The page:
VansAirForceForums  
Home > VansAirForceForums

- POSTING RULES
- Donate yearly (please).
- Advertise in here!

- Today's Posts | Insert Pics

  #1  
Old 12-31-2018, 08:39 PM
Peter Grylls Peter Grylls is offline
 
Join Date: Oct 2018
Location: Eaglehawk, Australia
Posts: 10
Default Tail heavy.

Hi guys, happy new year.
I have recently purchased a very well built but rather "rotund" Rv4. It is a rather "vanilla", wooden prop, 150hp basic aircraft. After doing the w & b it has come in at a rather "portly" 1019 lbs. This seems pretty heavy for a pretty basic aircraft but I can't really figure where all the weight is.
My biggest concern is that it is carrying about 66lbs on the tailwheel which is very limiting as to rear passenger weight.
My question is what is a relatively normal weight on the rear wheel. I am aware that it will vary quite a bit from plane to plane, but is there a ballpark figure?
I have inspected the rear end for ballast etc. but apart from a strobe lamp everything is pretty basic. The aircraft has a pretty nice paint job, but wouldn't that add weight proportionally?
Thanks for any help you can offer.
Reply With Quote
  #2  
Old 12-31-2018, 08:59 PM
Christopher Murphy Christopher Murphy is offline
 
Join Date: Feb 2007
Location: colorado
Posts: 805
Default My RV4 numbers

Ew 975
Tailwheel 60lbs

Very light prop
Cm
__________________
RV-4 "Mr. Twister"
Pitts S1S "Mexican Red" sold and missed
Mr. Twister Airshows
Rocky Mountain Renegades
the mission... have fun.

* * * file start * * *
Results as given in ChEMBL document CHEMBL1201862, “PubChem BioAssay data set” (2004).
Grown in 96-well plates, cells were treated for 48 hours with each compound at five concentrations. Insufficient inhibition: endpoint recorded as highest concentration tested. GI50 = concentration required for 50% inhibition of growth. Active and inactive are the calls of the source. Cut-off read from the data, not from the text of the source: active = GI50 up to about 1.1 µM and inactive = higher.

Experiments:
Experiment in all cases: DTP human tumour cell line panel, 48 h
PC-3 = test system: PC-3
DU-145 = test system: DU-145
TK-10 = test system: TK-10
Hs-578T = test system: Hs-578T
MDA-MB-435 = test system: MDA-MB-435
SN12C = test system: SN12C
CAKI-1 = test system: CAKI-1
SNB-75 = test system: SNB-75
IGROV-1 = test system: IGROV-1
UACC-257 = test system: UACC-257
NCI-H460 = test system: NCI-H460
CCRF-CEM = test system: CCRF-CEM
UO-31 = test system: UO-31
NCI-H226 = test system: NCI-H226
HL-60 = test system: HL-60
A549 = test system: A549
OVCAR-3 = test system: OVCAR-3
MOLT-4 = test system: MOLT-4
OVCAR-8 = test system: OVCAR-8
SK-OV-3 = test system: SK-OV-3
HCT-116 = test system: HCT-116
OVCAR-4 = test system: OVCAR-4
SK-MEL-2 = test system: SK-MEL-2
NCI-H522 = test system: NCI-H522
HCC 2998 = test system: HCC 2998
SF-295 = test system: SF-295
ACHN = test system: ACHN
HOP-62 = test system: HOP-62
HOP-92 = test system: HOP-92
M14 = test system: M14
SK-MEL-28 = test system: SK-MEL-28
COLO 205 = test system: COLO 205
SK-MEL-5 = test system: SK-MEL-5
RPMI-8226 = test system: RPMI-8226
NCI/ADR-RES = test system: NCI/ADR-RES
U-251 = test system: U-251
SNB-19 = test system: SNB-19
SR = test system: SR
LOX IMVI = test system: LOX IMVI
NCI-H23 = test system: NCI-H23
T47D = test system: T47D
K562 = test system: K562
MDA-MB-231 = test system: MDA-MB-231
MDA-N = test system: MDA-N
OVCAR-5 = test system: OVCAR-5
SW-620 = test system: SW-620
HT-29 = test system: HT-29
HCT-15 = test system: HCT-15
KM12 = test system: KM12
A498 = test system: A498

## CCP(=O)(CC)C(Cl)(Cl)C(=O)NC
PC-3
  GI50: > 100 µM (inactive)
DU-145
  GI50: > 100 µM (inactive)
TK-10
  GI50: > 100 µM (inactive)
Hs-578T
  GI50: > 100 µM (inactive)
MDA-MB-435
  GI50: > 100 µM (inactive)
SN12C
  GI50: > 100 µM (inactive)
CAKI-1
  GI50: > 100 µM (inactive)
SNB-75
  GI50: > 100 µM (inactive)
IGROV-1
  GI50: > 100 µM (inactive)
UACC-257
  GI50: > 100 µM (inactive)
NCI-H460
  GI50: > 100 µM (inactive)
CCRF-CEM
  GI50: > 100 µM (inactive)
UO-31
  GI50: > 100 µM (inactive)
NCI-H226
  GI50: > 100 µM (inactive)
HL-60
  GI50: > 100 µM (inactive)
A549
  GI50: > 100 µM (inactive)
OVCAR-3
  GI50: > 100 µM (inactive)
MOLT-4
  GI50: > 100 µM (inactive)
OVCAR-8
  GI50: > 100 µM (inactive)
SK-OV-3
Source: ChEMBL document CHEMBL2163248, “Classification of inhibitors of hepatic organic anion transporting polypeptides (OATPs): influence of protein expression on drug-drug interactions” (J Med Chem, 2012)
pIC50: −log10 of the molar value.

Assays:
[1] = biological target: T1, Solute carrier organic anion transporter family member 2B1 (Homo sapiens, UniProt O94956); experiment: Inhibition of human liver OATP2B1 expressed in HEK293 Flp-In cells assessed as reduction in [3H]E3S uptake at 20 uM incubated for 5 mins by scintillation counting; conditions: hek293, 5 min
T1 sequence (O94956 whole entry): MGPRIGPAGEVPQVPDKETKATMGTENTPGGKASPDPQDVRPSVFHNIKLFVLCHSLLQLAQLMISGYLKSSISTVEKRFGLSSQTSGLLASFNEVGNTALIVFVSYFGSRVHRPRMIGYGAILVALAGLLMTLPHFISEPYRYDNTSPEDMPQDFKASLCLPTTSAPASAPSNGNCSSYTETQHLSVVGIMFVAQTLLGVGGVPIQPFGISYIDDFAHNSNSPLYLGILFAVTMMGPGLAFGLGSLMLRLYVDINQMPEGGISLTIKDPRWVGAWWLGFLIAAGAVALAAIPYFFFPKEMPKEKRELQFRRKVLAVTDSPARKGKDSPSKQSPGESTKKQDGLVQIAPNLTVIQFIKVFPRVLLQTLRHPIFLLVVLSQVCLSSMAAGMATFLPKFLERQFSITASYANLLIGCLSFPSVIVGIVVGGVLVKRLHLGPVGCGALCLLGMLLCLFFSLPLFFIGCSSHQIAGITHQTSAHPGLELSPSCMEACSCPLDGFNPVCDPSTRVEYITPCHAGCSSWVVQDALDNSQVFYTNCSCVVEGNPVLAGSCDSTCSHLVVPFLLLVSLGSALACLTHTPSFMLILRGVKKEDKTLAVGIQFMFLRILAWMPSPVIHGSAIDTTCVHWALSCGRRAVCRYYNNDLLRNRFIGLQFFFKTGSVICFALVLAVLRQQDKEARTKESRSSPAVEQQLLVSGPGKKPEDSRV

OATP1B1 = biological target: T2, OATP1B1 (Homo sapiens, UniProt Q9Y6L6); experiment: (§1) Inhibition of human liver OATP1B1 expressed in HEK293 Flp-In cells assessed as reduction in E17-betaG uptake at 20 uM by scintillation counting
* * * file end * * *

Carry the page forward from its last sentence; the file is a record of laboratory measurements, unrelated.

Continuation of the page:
Reply With Quote
  #3  
Old 12-31-2018, 09:09 PM
Kyle Boatright Kyle Boatright is offline
 
Join Date: Aug 2005
Location: Atlanta, GA
Posts: 3,506
Default

Quote:
Originally Posted by Peter Grylls View Post
The aircraft has a pretty nice paint job, but wouldn't that add weight proportionally?
This doesn't count as help (as in help correcting the issue), but think about where the CG is on the airplane. Let's say it is roughly at the main wing spar. Now, consider the location of the majority of the airplane's surface area in comparison to the main spar. 2/3 of the wing is aft of the main spar, 2/3 of the fuselage is aft of the main spar, and all of the empennage is aft (far aft) of the main spar.

Where I'm going is that paint's weight is disproportionately located aft of the airplane's CG, so a heavy paint job will probably result in an aft CG.
__________________
Kyle Boatright
Atlanta, GA
2001 RV-6 N46KB
2019(?) RV-10
Reply With Quote
  #4  
Old 12-31-2018, 09:42 PM
SJordan SJordan is offline
 
Join Date: Sep 2016
Location: Scottsdale, AZ
Posts: 181
Default

Ok I have to ask. That 66lb number is with the tail up in the air right? Not in the three point attitude?
__________________
Shawn Jordan
KDVT
RV4. N11XZ
2018 dues paid.
Reply With Quote
  #5  
Old 12-31-2018, 10:50 PM
Peter Grylls Peter Grylls is offline
 
Join Date: Oct 2018
Location: Eaglehawk, Australia
Posts: 10
Default

Quote:
Originally Posted by SJordan View Post